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How Sun makes money from Java since it develops it and gives to everybodyfor free?

 
 
Oliver Wong
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      03-09-2007

"RedGrittyBrick" <(E-Mail Removed)> wrote in message
news:(E-Mail Removed)...
> Skip Hollowell wrote:
>> RedGrittyBrick wrote:
>>> From a recent thread in comp.lang.java.*, I believe Eclipse uses it's
>>> own compiler, not the JDK.

>
> This is the thread I was referring to
> http://groups.google.com/group/comp....51ab7af3b2f57d
>
>
>> If I am not mistaken, and I would bet a shiny penny that I am not,
>> Eclipse uses whatever JVM is default on your machine. You can setup
>> others once Eclipse is running, though.

>
> I said "compiler". You are talking about the runtime environment. These
> are not the same thing! A JVM is not used to compile Java source to
> bytecode.


Eclipse definitely uses a different compiler than the one shipped in
Sun's JDK: the two compilers exhibit a different set of bugs. I've posted
a few threads here where I'm asking for help for a bug I'm stumped with,
and after a couple of people tell me they can't reproduce the problem, we
eventually tracked it down to Eclipse's compiler generating slightly
different bytecode than Sun's compiler.

- Oliver


 
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John W. Kennedy
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      03-10-2007
Christian wrote:
> It seems to be a strategical investment for them to lower the market
> share of .NET .


Historically, it's the other way around: .NET was designed as a Java killer.

--
John W. Kennedy
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Lew
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      03-10-2007
"RedGrittyBrick" wrote ...
>> I said "compiler". You are talking about the runtime environment. These
>> are not the same thing! A JVM is not used to compile Java source to
>> bytecode.


Oliver Wong wrote:
> Eclipse definitely uses a different compiler than the one shipped in
> Sun's JDK: the two compilers exhibit a different set of bugs. I've posted
> a few threads here where I'm asking for help for a bug I'm stumped with,
> and after a couple of people tell me they can't reproduce the problem, we
> eventually tracked it down to Eclipse's compiler generating slightly
> different bytecode than Sun's compiler.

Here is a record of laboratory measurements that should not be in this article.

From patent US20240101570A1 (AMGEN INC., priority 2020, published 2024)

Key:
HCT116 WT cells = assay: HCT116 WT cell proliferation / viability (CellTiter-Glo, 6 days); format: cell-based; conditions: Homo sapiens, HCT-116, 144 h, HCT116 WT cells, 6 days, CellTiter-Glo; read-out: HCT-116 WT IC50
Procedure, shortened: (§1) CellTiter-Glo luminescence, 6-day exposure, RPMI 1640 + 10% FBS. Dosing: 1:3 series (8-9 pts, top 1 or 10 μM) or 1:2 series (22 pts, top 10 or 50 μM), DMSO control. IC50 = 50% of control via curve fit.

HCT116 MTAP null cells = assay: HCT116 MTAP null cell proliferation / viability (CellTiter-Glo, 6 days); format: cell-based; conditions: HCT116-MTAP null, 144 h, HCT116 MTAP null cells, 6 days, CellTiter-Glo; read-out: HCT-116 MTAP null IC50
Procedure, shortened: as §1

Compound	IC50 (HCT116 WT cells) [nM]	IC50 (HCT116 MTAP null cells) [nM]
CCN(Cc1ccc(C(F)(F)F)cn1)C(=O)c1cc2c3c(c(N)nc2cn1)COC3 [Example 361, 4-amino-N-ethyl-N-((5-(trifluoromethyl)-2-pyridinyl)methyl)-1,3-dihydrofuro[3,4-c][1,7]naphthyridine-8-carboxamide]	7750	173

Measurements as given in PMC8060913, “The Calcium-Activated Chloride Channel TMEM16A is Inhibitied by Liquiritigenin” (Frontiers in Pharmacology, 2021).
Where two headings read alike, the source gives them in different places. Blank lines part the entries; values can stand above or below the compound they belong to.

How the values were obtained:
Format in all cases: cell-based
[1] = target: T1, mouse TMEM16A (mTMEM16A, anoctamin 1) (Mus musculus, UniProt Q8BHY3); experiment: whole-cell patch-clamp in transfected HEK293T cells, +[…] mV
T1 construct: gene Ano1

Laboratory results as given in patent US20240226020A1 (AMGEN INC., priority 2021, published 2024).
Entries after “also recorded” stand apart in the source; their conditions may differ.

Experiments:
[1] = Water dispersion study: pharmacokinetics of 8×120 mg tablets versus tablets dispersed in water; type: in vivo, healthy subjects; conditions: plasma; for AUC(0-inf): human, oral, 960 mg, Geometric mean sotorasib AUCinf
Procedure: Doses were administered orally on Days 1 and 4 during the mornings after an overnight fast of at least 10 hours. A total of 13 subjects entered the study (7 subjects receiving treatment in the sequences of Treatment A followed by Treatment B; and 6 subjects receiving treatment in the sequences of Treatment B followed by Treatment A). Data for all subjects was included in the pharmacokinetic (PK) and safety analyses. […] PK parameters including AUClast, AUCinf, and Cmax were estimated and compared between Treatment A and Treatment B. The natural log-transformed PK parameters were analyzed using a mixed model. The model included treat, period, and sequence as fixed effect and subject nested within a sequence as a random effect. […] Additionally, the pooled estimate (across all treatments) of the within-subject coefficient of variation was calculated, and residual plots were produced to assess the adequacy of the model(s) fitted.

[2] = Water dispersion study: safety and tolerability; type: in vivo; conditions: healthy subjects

And delivers different compiler warnings and errors.

-- Lew
 
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John T
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      03-10-2007
Lew wrote:
> "RedGrittyBrick" wrote ...
>
>>> I said "compiler". You are talking about the runtime environment.
>>> These are not the same thing! A JVM is not used to compile Java
>>> source to bytecode.

>
>
> Oliver Wong wrote:
>
>> Eclipse definitely uses a different compiler than the one shipped
>> in Sun's JDK: the two compilers exhibit a different set of bugs. I've
>> posted a few threads here where I'm asking for help for a bug I'm
>> stumped with, and after a couple of people tell me they can't
>> reproduce the problem, we eventually tracked it down to Eclipse's
>> compiler generating slightly different bytecode than Sun's compiler.

>
>
> And delivers different compiler warnings and errors.
>
> -- Lew

I understand what you are saying. However, if Eclipse uses its own
compiler, which obviously it does, how can we be guaranteed that if a
program is written for JDK1.6 and Eclipse compiles it sucessfully that
it would run from the command line just using the proper CLASSPATH
variable with a java my_program command?
 
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Chris Uppal
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      03-10-2007
John T wrote:

>[...] if Eclipse uses its own
> compiler, which obviously it does, how can we be guaranteed that if a
> program is written for JDK1.6 and Eclipse compiles it sucessfully that
> it would run from the command line just using the proper CLASSPATH
> variable with a java my_program command?


There is always a possibility of bugs, of course, but the chance of that
causing serious problems should be fairly slim. There are several reasons...

One is that what we call the Java "compiler" is actually a /translator/ -- it
converts from one high-level, OO, language (called "Java") to another, very
similar, high-level, OO, language (called "JVM bytecode"). Those two languages
are both pretty well specified, and the mapping between them is also fairly
well tied down by the specs, so there isn't that much room for interpretation.